The U.S. Court of Federal Claims (CFC) should require the Department of Energy to pay South Carolina $200 million in their dispute over plutonium disposal at the federal Savannah River Site, rather than allowing the lawsuit to go to trial, the state said in a March 30 motion.
Specifically, the South Carolina Attorney General’s Office said in its request for summary judgment that the case is cut-and-dry and “presents a pure question of statutory interpretation appropriate for summary disposition.”
South Carolina has two open lawsuits against DOE, demanding the department remove 1 ton of plutonium from the state and pay an ever-growing penalty for missing the original deadline to do so.
In 2003, South Carolina agreed to let the Energy Department build at SRS the Mixed Oxide Fuel Fabrication Facility (MFFF), which is intended to convert 34 metric tons of nuclear weapon-usable plutonium into commercial nuclear fuel. Per the agreement, DOE was supposed to remove at least 1 ton of the material from South Carolina by Jan. 1, 2016, or process the same amount through the MFFF.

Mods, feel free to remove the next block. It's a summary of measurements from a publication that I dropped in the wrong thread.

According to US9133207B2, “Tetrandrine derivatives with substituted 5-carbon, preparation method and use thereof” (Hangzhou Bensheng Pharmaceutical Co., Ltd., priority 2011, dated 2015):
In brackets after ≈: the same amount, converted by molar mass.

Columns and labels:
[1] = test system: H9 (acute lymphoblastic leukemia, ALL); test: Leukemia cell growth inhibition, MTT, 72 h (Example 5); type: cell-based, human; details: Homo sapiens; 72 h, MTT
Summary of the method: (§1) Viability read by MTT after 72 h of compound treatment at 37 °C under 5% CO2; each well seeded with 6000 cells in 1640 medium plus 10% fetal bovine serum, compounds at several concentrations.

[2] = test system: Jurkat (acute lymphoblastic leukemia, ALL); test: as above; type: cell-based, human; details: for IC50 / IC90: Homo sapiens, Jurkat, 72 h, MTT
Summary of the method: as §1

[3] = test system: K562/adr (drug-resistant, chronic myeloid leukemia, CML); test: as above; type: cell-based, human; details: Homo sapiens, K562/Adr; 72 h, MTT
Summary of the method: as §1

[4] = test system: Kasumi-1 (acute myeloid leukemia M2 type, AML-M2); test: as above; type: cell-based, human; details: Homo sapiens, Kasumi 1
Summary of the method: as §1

The federal agency would owe $1 million per day, capped at $100 million annually, for missing the deadline. That total through Tuesday is $292 million.
South Carolina Attorney General Alan Wilson is seeking the first $200 million in a lawsuit in the U.S. Court of Federal Claims. The case started as two separate lawsuits, each seeking $100 million and one first filed in U.S. District Court, before Wilson’s office merged them in February.
The state’s March 30 request says, by definition, a judge should order summary judgment in a lawsuit — meaning the judge would rule on the merits of the case without sending it to trial — when “there is no genuine issue as to any material fact.” In that instance, “the movant is entitled to judgment as a matter of law,” according to Wilson, as the 2003 agreement clearly requires the department to pay for missing the deadline.
Wilson’s team cited the Tucker Act, which says money can be recouped, despite the federal government’s standard sovereign immunity to lawsuits, if the government fails to meet requirements under a “money-mandating statute.” Wilson believes the 2003 agreement falls into that category.